In this age of populism where we have convinced ourselves that the system is broken and we need a saviour to save us from ourselves, the return of suo motus is being welcomed with much cheer. The pendulum of judicial activism swung to one extreme under Chief Justice Iftikhar Chaudhry till it became excruciating to suffer, and ended with a whimper. The pendulum then swung back and the next few chief justices worked deliberately to return sobriety to the apex court. Is the pendulum swinging towards activism again?
Chief Justice Saqib Nisar has served with distinction as a judge for two decades. Any lawyer or court observer will tell you that the CJP and Justice Asif Khosa, the senior puisne judge, are amongst the brightest legal minds we have had on the bench. Justice Khosa will take over as CJP when Justice Nisar retires early next year. Given their jurisprudence, experience and clarity of mind, their control of the apex court brought along great expectations. It would be a shame if all we see under their watch is a repeat of the Iftikhar Chaudhry model.
As a judge, the incumbent CJP remained critical of the unstructured exercise of the SC’s 184(3) powers. Having been a civil lawyer par excellence, he argued that just as enlargement of writ jurisdiction rendered district courts ineffectual, unwieldy expansion of 184(3) jurisdiction could morph the valuable role played by high courts. There are neither any rules nor any judicially determined test to regulate the vast 184(3) powers. While the prime purpose of the apex court is to inject certainty into law, excessive reliance on 184(3) does the opposite.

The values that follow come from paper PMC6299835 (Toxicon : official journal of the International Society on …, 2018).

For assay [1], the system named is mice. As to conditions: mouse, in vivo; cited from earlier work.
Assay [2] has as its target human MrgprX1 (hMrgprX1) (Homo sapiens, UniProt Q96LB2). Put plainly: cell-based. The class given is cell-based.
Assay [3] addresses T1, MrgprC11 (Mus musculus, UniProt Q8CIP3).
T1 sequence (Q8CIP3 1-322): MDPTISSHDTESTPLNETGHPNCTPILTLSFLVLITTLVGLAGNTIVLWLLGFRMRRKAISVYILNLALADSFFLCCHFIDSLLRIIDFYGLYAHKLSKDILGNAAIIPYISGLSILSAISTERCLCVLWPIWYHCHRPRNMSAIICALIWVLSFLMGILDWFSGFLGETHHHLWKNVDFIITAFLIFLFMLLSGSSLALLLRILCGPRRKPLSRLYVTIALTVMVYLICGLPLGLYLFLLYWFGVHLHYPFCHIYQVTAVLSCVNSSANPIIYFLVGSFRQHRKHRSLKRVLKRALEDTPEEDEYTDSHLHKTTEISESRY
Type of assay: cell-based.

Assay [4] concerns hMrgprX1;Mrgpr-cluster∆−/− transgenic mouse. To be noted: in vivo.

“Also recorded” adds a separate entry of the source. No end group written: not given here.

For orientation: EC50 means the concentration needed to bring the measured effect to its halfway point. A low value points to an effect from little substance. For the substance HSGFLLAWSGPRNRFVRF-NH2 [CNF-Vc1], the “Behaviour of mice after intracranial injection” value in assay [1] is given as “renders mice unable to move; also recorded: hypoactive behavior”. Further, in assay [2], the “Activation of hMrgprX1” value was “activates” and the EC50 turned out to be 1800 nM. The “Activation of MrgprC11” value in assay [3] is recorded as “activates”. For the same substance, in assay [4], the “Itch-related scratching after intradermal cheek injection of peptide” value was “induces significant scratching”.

Since being elevated to this most revered office, the CJP has publicly anguished over the broken justice system that the SC sits atop, acknowledged the responsibility he shoulders to make amends and has vowed to make his time count. Being not a rhetorician or demagogue, but a thinking mind with a lifetime of realist jurisprudence preserving law and legal structures, it makes no sense that the CJP would spend the last year of his career undoing most of it. How can it then be fathomable that the SC’s current overdrive is without a method?
Let us consider justifications of suo-motu driven judicial activism. The first (and the weakest) is the vacuum theory: the failure of executive and legislature creates a vacuum that needs to be filled, as nature abhors vacuums. This can be an explanation for praetorianism disrupting our constitutional scheme of separation of powers, but not one for judicial activism. Judiciary, as a pillar of our constitutional scheme, derives authority from the constitution and is bound by it. It can only dispense justice according to the law and not at its whim.